Small Business Employee Benefits and HR Blog

Top 5 takeaways from QSEHRA use in 2018: Report

April 16, 2019
Top 5 takeaways from QSEHRA use in 2018

Last year, 2018, marked the second full year small businesses had access to the qualified small employer health reimbursement arrangement (QSEHRA). PeopleKeep examined this period recently in our original study, The QSEHRA: Annual Report 2019.

In many ways, small businesses used the QSEHRA much the same way as they did in 2017. In total, they offered similar allowance amounts and their employees used about the same percentage of their available allowance as they did last year.

However, with an additional year of data behind us, we can draw new conclusions about how small businesses are using the QSEHRA now and what that means for reimbursement-based health benefits in the future.

In this post, we’ll go over five of the most important conclusions we drew from The QSEHRA: Annual Report 2019.

Let’s dive in.

1. Small businesses offering the QSEHRA recognized its value and offered employees more money in 2018.

While the total population of businesses using the QSEHRA didn’t waver too much in terms of the average allowance amount it gives employees, those businesses that offered the QSEHRA in both 2017 and 2018 did increase their average monthly allowance amounts.

Specifically, these businesses offered allowances that were 6 percent larger for single employees and 7 percent larger for employees with families than the allowances they offered these groups in 2017.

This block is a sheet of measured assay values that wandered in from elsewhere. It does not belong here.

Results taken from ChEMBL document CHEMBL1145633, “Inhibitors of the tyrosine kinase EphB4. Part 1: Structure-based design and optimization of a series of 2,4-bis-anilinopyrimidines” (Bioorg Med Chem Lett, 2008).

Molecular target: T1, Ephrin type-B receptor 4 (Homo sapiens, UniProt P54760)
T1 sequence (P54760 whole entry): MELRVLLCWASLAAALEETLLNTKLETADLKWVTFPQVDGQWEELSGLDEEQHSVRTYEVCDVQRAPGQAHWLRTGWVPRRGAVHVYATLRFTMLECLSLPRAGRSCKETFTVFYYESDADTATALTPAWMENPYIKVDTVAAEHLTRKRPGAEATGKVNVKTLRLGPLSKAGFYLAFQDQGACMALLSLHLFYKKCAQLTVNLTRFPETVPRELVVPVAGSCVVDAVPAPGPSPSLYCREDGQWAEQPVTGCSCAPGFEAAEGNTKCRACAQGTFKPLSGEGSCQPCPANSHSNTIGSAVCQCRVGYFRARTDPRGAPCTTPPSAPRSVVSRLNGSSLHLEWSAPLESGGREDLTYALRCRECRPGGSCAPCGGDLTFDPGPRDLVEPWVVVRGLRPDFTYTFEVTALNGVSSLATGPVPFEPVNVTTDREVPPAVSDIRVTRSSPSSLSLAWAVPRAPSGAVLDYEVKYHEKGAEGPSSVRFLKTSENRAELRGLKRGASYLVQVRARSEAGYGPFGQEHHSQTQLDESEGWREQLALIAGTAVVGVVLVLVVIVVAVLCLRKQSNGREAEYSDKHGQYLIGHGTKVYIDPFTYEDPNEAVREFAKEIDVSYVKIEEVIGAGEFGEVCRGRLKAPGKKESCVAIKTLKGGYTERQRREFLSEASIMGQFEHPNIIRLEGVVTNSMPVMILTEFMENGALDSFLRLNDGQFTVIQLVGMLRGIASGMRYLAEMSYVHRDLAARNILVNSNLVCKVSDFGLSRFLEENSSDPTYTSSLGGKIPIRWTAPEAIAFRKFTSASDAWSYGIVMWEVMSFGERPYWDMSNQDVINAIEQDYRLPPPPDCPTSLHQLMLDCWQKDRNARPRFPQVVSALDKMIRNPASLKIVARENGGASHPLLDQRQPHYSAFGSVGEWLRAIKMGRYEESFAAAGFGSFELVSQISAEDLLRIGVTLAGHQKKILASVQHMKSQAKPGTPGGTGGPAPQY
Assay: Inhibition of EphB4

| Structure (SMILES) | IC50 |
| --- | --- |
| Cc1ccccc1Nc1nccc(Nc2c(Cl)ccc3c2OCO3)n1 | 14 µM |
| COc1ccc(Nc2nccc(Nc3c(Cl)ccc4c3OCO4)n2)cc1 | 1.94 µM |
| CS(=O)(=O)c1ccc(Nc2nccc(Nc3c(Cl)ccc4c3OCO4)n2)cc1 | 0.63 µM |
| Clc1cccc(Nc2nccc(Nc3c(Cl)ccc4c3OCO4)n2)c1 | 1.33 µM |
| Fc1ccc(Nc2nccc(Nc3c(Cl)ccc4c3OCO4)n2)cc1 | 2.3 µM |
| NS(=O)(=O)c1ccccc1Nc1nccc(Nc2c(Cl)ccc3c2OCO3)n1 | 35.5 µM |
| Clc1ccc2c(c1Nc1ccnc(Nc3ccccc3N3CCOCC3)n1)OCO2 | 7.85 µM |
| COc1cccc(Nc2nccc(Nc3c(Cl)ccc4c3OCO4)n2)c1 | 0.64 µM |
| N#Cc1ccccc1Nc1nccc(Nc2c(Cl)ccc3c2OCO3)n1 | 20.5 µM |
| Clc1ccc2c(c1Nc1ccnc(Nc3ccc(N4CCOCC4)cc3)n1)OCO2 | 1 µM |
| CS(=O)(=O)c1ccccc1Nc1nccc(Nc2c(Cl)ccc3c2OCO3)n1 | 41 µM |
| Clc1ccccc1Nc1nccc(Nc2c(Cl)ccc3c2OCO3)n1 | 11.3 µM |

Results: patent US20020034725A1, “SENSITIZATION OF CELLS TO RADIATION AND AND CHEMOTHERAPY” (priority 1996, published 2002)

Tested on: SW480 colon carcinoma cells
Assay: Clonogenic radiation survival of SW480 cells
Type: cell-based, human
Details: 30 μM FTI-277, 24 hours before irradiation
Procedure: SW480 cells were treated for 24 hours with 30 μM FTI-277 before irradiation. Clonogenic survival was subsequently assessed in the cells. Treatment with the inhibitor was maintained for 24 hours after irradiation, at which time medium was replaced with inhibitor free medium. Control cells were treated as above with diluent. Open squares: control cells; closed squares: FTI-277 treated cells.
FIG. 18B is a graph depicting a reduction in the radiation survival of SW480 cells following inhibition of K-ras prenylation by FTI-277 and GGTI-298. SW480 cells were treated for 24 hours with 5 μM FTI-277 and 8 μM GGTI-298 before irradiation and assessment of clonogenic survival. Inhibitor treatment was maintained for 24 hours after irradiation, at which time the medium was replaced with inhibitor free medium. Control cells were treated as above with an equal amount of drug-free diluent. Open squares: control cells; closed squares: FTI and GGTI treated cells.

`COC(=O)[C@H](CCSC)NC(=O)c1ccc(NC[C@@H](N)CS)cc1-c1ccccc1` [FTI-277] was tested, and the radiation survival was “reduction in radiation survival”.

To PeopleKeep, this suggests that businesses who use the QSEHRA recognize its value and are investing more into the benefit as a result. Next year, we expect to see these allowance amounts increase further.

2. Small businesses make QSEHRA allowance decisions based on company size and industry.

Of the many factors that go into how small businesses decide their QSEHRA budget, the two most influential were company size and industry.

Smaller companies tended to offer larger allowance amounts. Those with between one and nine employees offered an average $299 for single employees and $452 for employees with a family. That’s compared to companies with between 10 and 25 employees, which offered an average $276 for single employees and $381 for employees with a family.

Finally, companies with more than 25 employees offered an average $264 for single employees and an average $406 for employees with a family.

This may speak to smaller companies’ greater budget or their increased need to retain the employees they have.

There was also a strong correlation among average allowance amount and industry. Employees in the technology, accounting, and legal sectors received higher allowances among both single employees and those with a family.

Single employees also received comparatively more if they worked in the construction sector while employees with a family received more from religious organizations.

This likely points to the increased hiring and retention needs among businesses in these sectors, as well as the demographics of each.

3. Employees use their QSEHRA for critical health care expenses.

There is a wide array of expenses reimbursable through the QSEHRA, including unexpected items like massage or acupuncture. While some businesses express trepidation regarding these items, the data shows that most employees are using their QSEHRA to reimburse standard, critical health care expenses.